US Navy

By Devesh Rasgotra, Intern, South Asia Programme

With around 50% of the world’s container traffic and 70% of its petroleum products travelling across its waters, the Indian Ocean is a vital area for Asian countries. This has not gone unnoticed by China, who is competing for influence in the region.

Naturally, India has vital interests in the Indian Ocean. At the IISS Shangri-La Dialogue in 2009, US defence secretary Robert Gates stated that the US looked to India to be a net security provider in the Indian Ocean. This was reinforced by Indian Defence Minister A.K. Antony in 2011. The proximity of major shipping lanes means that it is in India’s interest to be a net security provider to island states. But China has also thrown its hat into the ring. Spurred on by energy and economic security concerns, China has proposed a ‘maritime silk road’ connecting the Pacific and Indian oceans, and has stepped up its interaction with Indian Ocean states.

India’s geographical position enables it to be a stabilising force in the Indian Ocean, and as a net security provider it can also be responsible for maintaining cohesion.  Security arrangements with states in the Indian Ocean and increased investment in infrastructural projects in those states increase India’s influence, which in turn guarantees its defence and economic security. India has conducted multilateral naval exercises (MILAN) with Indian Ocean states such as the Seychelles, Mauritius and the Maldives. It has also conducted bilateral naval exercises with Myanmar and Sri Lanka. India has invested some US$5 million for defence-related projects in the Seychelles, and has installed radar surveillance in the atolls of the Maldives. But while India has sought to expand its influence in the Indian Ocean, China has employed a strategy of investment in infrastructure in ASEAN countries, as well as further west, while increasing its security and defence cooperation with countries in the Indian Ocean region.

Historically, the Silk Road reflected China’s connection to the world and its superior role in world trade. Today, Beijing is aware that its links with the Indian Ocean region can safeguard its economic development and security. Like India, China has employed both hard and soft power tactics to increase its influence. The Chinese navy conducted exercises in the East Indian Ocean earlier this year. Chinese naval outposts and China-friendly ports have been established in Hambantota in Sri Lanka, Chittagong in Myanmar, Gwadar in Pakistan and in the Seychelles. Chinese investment in Sri Lankan infrastructure last year rose to US$2.2 billion, with investment in Mauritius at US$1bn. Chinese tourists now make up 30% of visitors to the Maldives; more than double the number from any other country.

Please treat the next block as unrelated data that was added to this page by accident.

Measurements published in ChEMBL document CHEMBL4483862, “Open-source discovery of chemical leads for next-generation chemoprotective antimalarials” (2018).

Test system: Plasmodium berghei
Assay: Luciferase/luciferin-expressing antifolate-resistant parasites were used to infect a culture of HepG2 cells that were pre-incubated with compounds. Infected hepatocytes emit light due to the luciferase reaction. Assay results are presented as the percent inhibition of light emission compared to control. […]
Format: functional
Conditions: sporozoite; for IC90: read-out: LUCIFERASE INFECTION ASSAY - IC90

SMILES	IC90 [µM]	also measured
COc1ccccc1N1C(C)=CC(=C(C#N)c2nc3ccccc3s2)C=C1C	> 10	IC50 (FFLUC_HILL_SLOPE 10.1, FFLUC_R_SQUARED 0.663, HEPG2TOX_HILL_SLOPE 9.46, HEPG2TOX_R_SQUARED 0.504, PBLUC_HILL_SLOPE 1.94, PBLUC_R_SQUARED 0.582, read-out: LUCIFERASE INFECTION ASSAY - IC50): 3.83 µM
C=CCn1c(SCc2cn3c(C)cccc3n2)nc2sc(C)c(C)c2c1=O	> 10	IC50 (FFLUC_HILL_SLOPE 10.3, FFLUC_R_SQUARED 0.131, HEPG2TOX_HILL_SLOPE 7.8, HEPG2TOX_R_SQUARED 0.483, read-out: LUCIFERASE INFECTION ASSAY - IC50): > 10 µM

China has extended an invitation to India to join the maritime silk road. There has been no official reaction from New Delhi, but privately the attitude is negative. The Indian strategic establishment has long been wary of the Chinese navy’s rising profile in the Indian Ocean. The construction of port infrastructure in Pakistan (Gwadar) and Sri Lanka (Hambantota) has fuelled suspicions of China's intentions in the region. India fears that China will constrain its influence in its own backyard.

But although India and China vie for influence in the Indian Ocean, their strategies and objectives are similar. The Indian Ocean is a lifeline to both countries. For India’s imported oil dependency, currently at 75%, the Indian Ocean is the key area for trade with the Gulf states. For China, 80% of its petroleum imports pass through the Indian Ocean and then through the Malacca Strait.

With both countries so heavily dependent on trade through the Indian Ocean, any strategy of protecting trading lanes would be beneficial to both states. China and India’s Indian Ocean strategies have shared objectives, and these should underpin greater cooperation, rather than competition.

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